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All ab(r)oard - assisted digital overseas

Digital by default services need to be designed to include all of their users, including British Citizens with assisted digital needs overseas. In late 2015 the Home Office hosted a workshop on assisted digital overseas, facilitated by Richard Palfery in the assisted digital team.   Here Richard describes the workshop and its impacts.

Researching assisted digital needs overseas

Attendees came from six different departments and 14 different services. In the first part of the workshop, services openly shared what they knew about their overseas users’ assisted digital needs.   There were mixed levels of experience of assisted digital research and the support needs discovered.

Photo of globe with flags saying helpSome services had detailed information from years of research, whilst others were new services, in discovery and just starting their research.  For some services, the numbers of people overseas likely to need assisted digital support were large, but for others the numbers were very low. Some services were experienced at doing research overseas so happily shared their top tips and techniques. Home Office have lots of experience of research in this area and highlight several tips on research overseas in this excellent blog by Bernard Tyers, published whilst carrying out research with users in Kuwait.

Assisted digital support overseas

In the second half of the workshop, services discussed how to deliver assisted digital support overseas. Some services wanted to clarify what the service standard requires in terms of assisted digital support overseas. The Government Service Design Manual states that “Assisted digital support needs to be available to service users in Britain, or British citizens who are living overseas, who cannot access or complete a user journey on their own”.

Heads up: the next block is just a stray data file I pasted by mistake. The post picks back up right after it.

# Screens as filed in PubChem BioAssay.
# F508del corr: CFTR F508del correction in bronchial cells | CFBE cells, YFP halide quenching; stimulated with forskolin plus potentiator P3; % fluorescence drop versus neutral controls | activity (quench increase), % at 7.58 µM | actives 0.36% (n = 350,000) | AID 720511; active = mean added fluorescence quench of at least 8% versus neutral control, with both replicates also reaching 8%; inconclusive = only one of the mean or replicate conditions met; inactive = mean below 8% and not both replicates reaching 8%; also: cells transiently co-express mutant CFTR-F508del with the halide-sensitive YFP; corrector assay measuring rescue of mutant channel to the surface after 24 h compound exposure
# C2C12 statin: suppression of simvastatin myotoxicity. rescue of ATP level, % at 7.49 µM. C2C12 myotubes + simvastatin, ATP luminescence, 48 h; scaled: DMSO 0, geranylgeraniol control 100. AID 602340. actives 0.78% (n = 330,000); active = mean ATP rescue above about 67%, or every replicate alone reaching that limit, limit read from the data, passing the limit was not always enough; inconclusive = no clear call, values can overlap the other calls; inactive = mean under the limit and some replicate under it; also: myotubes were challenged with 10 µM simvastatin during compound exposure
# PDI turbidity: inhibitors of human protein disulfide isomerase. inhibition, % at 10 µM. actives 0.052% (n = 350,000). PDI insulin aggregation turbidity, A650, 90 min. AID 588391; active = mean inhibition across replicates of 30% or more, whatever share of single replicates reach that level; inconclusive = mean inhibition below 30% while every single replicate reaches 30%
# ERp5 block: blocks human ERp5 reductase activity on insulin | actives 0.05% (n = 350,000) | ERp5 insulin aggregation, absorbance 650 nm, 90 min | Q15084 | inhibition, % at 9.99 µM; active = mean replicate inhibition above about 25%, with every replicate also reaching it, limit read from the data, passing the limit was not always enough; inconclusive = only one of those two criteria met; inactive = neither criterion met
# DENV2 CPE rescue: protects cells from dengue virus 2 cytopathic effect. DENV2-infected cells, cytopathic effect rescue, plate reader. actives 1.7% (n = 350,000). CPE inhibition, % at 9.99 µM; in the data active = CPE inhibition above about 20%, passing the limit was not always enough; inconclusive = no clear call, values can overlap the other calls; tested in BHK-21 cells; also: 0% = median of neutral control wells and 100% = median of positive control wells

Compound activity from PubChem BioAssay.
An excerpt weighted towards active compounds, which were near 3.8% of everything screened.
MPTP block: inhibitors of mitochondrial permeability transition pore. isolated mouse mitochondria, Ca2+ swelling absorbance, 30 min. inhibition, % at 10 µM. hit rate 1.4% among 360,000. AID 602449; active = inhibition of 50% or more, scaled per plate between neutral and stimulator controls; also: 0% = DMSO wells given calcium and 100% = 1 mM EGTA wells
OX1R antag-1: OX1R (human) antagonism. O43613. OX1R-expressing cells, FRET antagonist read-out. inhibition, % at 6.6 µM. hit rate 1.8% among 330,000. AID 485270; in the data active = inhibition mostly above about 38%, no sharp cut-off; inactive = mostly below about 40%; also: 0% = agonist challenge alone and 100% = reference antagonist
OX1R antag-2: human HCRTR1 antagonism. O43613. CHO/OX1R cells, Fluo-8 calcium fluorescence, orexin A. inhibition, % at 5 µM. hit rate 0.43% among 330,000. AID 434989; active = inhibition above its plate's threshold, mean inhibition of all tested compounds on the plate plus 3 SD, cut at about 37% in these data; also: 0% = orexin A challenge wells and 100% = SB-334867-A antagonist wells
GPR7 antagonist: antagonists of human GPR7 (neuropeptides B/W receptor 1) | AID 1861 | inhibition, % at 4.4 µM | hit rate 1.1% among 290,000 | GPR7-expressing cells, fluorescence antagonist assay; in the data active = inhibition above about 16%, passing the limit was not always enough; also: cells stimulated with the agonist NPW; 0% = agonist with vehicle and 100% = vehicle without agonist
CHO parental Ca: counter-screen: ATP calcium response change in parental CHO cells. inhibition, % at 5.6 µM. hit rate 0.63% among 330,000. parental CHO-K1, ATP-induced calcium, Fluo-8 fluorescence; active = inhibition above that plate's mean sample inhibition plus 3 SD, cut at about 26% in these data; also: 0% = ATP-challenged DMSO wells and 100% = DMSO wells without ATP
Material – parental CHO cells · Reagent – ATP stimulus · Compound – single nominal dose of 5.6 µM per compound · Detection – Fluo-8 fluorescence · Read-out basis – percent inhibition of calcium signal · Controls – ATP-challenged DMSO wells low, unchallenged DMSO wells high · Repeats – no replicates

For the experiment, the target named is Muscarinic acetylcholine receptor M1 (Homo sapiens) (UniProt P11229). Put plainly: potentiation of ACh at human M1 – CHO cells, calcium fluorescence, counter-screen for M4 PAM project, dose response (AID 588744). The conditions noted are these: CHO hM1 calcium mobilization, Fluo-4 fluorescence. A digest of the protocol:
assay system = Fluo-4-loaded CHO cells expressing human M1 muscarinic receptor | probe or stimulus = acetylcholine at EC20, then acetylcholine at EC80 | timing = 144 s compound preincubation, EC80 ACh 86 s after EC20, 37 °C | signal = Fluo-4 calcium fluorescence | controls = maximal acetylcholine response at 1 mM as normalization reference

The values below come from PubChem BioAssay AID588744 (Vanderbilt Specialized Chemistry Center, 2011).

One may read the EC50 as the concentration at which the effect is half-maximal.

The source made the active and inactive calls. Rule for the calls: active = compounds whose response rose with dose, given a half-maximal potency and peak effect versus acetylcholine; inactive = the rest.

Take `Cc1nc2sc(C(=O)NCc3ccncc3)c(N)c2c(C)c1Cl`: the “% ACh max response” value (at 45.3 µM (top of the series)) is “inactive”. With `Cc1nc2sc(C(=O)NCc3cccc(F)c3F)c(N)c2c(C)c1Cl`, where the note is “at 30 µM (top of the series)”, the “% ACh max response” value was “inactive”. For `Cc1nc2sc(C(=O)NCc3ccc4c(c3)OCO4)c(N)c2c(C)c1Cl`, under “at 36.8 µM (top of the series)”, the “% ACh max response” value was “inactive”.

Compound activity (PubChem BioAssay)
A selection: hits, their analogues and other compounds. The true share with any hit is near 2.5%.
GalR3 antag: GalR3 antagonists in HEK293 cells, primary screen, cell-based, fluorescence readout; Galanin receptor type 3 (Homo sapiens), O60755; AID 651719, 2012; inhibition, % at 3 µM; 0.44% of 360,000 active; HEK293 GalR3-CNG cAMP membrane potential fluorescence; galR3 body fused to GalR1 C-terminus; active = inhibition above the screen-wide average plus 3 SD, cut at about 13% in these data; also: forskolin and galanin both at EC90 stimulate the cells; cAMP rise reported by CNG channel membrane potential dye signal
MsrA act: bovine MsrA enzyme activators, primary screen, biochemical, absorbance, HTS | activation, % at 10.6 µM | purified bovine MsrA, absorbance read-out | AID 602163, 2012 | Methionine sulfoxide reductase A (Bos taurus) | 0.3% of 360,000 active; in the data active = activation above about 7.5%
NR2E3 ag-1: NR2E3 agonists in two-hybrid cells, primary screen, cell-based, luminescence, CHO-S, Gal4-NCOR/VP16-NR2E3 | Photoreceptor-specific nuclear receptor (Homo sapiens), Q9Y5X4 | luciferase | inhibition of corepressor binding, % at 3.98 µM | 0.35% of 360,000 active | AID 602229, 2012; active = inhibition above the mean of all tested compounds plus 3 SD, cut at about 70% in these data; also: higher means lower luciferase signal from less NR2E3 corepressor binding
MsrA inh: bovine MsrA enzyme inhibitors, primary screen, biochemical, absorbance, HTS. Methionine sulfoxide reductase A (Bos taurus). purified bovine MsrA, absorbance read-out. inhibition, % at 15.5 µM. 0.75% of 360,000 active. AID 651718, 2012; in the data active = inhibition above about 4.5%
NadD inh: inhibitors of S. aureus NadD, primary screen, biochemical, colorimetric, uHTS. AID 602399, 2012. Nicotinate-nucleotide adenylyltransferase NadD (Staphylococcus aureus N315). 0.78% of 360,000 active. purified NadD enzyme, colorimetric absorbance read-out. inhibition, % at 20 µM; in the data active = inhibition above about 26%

A few services are already delivering assisted digital support overseas so had experience to share of how this works in practice. After discussing the currently available routes to getting assisted digital support overseas it was concluded that sharing of resources in this area may be beneficial and that research to test hypotheses in this area would be useful.

Outcomes following the workshop

The workshop has had many outcomes. Awareness of the issues of researching and delivering assisted digital overseas has increased.  Researchers agreed to ask participants abroad if they’d be happy to help with research for another service.  This could save services a great deal of time and money.  Research is now being shared between services, with contact details of places to go being passed on. A recent overseas research trip by one service included research for another.

Finally, this workshop acted as a blueprint for further cross-government workshops on assisted digital. These have included researching assisted digital needs for businesses and an assisted digital retrospective workshop.  The message from all of these is that sharing really works, so if you’re working on something tricky, don’t be afraid to set up your own cross-government workshop where you’re likely to find many others with valuable knowledge and experience to share.

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